Commentary, HB2

Cooper stays calm and collected; says “no” to referenda on basic rights as opponents take the low road yet again

Gov. Roy Cooper

Gov. Roy Cooper

You’ve got to hand it to Gov. Roy Cooper. The man has the patience of Job and the always calm patience of of a Zen master. His opponents keep blowing their cool and firing ridiculous rhetorical stink bombs at him and the Guv just keeps chugging along; quietly and soberly rolling the boulder up the hill without sinking to their level.

We got to witness this pattern once gain yesterday as Cooper called for a resumption of negotiations around HB2 and courageously and powerfully made clear his opposition to the idea of placing basic human rights on the ballot in referenda. The statement, of course, was in response to a badly flawed proposal in the state House that would have allowed cities to enact nondiscrimination ordinances, but only if a small minority of voters was given a chance to place measure on the ballot that would veto such measures. As Chris Fitzsimon noted Friday:

“The bill literally would allow people to vote on whether or not gay people could be fired or denied services simply because they are gay.”

Here’s the Governor in a statement issued Sunday:

“I have two concerns with this. First, it subjects the rights of the minority to a vote of the majority. It would be like putting the Civil Rights Act to a popular vote in cities in the South during the 1960s. Except today, it would come with the perils of modern campaigns. Which is my second concern. Imagine the endless campaigning?—?months of one side demonizing the other about whether LGBT citizens have rights. Toxic 30-second TV ads. Nasty mail filling up your mailbox. And North Carolina is still in the national news for all the wrong reasons.”

Rep. Chuck McGrady

Rep. Chuck McGrady

Sadly, but not surprisingly, Cooper’s principled stance provoked another silly response from a Republican. This time it was the bill’s sponsor, Rep. Chuck McGrady, who called Cooper’s position “outrageous” and dashed off some surprisingly personal and emotional tweets.

What is the deal with these GOP lawmakers and their emotional online venting? The once semi-reasonable Phil Berger seems to go all Donald Trump on anyone who disagrees with him about once a week these days. Now, it’s the usually moderate McGrady.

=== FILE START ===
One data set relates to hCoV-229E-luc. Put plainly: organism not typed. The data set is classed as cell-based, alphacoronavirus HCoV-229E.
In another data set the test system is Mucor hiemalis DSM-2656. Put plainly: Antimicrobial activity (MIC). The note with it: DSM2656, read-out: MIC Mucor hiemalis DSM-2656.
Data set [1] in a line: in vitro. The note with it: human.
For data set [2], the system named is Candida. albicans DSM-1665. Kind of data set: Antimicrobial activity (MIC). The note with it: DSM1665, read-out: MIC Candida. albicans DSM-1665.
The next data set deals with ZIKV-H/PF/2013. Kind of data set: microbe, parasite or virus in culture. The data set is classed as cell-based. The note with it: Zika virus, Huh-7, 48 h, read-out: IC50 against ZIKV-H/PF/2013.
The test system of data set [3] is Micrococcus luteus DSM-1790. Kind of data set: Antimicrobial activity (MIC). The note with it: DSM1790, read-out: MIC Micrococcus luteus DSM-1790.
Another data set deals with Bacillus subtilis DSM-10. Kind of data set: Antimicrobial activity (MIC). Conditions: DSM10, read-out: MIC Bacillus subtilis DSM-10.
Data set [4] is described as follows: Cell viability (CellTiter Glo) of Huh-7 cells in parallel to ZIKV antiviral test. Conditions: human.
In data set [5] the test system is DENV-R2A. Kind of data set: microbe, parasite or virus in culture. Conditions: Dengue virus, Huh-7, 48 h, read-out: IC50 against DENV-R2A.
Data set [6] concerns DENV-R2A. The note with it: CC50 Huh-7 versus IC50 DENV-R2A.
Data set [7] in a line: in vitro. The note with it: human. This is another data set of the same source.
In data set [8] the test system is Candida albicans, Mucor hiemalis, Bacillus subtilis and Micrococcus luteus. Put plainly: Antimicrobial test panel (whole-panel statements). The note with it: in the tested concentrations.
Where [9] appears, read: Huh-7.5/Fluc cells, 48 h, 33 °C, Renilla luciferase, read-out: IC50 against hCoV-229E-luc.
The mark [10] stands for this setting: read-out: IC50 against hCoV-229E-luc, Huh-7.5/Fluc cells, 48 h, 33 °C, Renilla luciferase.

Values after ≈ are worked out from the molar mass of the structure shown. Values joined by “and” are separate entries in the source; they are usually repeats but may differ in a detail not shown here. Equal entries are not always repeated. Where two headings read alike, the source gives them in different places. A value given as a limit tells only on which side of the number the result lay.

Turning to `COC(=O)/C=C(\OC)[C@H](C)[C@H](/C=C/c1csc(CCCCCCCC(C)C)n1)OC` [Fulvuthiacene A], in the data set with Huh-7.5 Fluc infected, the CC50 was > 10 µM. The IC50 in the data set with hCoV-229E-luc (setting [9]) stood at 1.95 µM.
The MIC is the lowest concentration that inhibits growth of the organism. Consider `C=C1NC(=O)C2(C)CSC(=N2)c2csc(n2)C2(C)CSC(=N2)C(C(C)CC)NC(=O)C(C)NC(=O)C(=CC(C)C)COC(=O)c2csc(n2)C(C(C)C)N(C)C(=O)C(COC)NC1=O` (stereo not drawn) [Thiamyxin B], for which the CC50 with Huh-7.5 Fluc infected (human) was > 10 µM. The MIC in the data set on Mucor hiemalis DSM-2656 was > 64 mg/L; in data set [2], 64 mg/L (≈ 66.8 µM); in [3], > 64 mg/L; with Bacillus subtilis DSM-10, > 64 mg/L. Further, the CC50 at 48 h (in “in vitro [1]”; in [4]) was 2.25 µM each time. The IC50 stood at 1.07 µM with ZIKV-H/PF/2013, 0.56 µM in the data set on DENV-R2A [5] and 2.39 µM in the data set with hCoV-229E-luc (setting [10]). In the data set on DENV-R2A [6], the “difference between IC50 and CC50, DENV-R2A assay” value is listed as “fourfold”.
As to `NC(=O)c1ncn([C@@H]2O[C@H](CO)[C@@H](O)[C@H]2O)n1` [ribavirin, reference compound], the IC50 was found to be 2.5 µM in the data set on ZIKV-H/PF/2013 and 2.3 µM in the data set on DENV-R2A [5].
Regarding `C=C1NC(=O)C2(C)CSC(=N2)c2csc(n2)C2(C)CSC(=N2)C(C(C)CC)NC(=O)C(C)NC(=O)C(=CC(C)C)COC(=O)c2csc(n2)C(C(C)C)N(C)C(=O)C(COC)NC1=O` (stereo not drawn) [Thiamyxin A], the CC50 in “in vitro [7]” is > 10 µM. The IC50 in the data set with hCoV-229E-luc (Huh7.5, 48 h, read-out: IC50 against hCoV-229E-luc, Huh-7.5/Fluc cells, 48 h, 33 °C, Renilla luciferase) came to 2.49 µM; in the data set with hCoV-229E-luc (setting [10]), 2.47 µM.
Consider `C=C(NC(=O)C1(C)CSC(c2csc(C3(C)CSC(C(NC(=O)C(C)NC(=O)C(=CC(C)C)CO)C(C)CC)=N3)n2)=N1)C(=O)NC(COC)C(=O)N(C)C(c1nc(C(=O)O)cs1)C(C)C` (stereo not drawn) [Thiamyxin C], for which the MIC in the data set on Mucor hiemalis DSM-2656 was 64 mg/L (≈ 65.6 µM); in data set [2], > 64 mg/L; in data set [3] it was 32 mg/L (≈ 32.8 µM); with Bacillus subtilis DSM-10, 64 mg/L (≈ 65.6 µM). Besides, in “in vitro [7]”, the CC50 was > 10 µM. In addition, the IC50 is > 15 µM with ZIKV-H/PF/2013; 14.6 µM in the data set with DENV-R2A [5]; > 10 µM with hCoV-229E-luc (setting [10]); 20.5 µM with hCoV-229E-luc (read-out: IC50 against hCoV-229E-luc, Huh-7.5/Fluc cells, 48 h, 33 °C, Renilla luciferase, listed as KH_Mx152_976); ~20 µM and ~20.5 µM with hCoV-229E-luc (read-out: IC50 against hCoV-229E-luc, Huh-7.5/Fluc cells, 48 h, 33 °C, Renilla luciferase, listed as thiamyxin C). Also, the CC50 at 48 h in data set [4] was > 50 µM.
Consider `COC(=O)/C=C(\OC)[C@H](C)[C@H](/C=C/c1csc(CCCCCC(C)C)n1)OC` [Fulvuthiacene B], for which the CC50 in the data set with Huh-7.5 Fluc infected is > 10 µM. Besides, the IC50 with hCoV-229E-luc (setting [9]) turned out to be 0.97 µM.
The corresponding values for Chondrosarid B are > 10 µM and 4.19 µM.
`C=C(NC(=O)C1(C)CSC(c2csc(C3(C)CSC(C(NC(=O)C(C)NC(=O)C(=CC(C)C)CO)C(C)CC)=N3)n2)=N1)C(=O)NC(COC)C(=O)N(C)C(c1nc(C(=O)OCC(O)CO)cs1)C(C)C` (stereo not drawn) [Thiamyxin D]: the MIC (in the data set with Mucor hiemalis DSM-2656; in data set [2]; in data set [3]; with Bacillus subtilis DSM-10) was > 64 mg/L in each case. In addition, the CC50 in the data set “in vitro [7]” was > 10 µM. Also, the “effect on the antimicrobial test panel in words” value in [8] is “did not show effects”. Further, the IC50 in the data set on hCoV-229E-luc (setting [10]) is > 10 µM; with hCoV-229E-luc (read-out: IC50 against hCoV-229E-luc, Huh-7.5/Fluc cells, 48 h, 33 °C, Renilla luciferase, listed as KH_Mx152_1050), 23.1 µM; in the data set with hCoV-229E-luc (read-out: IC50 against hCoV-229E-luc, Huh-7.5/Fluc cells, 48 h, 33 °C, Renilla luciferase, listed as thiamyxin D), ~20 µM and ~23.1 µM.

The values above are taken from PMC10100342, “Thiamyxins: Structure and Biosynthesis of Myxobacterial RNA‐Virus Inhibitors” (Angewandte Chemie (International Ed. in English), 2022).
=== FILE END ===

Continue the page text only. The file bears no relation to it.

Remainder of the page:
Who knows? Maybe they’re channeling Trump. Maybe it’s just the idea that the governor of the state is no longer their errand boy/doormat that’s getting under their skin, but whatever the case, Republicans would do well to start dealing with the man down the street at the mansion withe some seriousness and good faith. If they don’t, one suspects, they’re going to keep on getting crushed in the P.R. wars by a man who is notably calmer, cooler and significantly more popular than they are.

One Comment


  1. Marcia Meyer

    February 27, 2017 at 7:10 pm

    Am very thankful for our governor.

Check Also

Cooper calls on Berger and Moore to stop stonewalling his nominees

Governor Cooper called on legislative leaders today to ...

Top Stories from NCPW

  • News
  • Commentary

Two groups seeking state contracts to run struggling North Carolina schools have professional ties t [...]

North Carolinians will lose their “precious right to vote,” as U.S. Supreme Court Justice Ruth Bader [...]

Saturday nights at the 311 Motor Speedway in rural Pine Hall smell of fast food and fuel. Wooden ble [...]

Cornelius Redfearn, principal at Durham’s Glenn Elementary, said Tuesday night that the looming unce [...]

Hypocrisy in politics is hardly a new phenomenon but rarely is it as boldly on display as it was las [...]

UNC center’s latest report on poverty provides powerful reminder of the communities and individuals [...]

The Southern Regional Education Board (SREB), a nonpartisan organization that provides independent d [...]

The post Senator silencers appeared first on NC Policy Watch. [...]

Featured | Special Projects

NC Budget 2017
The maze of the NC Budget is complex. Follow the stories to follow the money.
Read more


NC Redistricting 2017
New map, new districts, new lawmakers. Here’s what you need to know about gerrymandering in NC.
Read more